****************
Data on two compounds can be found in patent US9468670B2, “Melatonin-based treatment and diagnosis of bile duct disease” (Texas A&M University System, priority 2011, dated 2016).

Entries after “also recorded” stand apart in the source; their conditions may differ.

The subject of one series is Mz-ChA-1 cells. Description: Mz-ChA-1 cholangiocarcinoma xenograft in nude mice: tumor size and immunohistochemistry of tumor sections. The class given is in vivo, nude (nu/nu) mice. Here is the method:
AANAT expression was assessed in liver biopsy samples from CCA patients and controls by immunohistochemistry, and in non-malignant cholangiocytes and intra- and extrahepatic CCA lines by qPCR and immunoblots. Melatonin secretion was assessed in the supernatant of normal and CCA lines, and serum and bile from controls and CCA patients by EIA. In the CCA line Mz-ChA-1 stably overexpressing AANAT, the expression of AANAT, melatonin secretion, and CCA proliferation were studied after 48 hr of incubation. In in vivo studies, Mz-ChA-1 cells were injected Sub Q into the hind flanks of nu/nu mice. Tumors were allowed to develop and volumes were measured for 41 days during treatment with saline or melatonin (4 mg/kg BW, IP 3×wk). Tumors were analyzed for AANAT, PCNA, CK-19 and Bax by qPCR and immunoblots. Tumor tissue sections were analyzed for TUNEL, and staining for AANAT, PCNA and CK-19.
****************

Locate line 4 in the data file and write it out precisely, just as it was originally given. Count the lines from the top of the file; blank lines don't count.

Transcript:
AANAT expression was assessed in liver biopsy samples from CCA patients and controls by immunohistochemistry, and in non-malignant cholangiocytes and intra- and extrahepatic CCA lines by qPCR and immunoblots. Melatonin secretion was assessed in the supernatant of normal and CCA lines, and serum and bile from controls and CCA patients by EIA. In the CCA line Mz-ChA-1 stably overexpressing AANAT, the expression of AANAT, melatonin secretion, and CCA proliferation were studied after 48 hr of incubation. In in vivo studies, Mz-ChA-1 cells were injected Sub Q into the hind flanks of nu/nu mice. Tumors were allowed to develop and volumes were measured for 41 days during treatment with saline or melatonin (4 mg/kg BW, IP 3×wk). Tumors were analyzed for AANAT, PCNA, CK-19 and Bax by qPCR and immunoblots. Tumor tissue sections were analyzed for TUNEL, and staining for AANAT, PCNA and CK-19.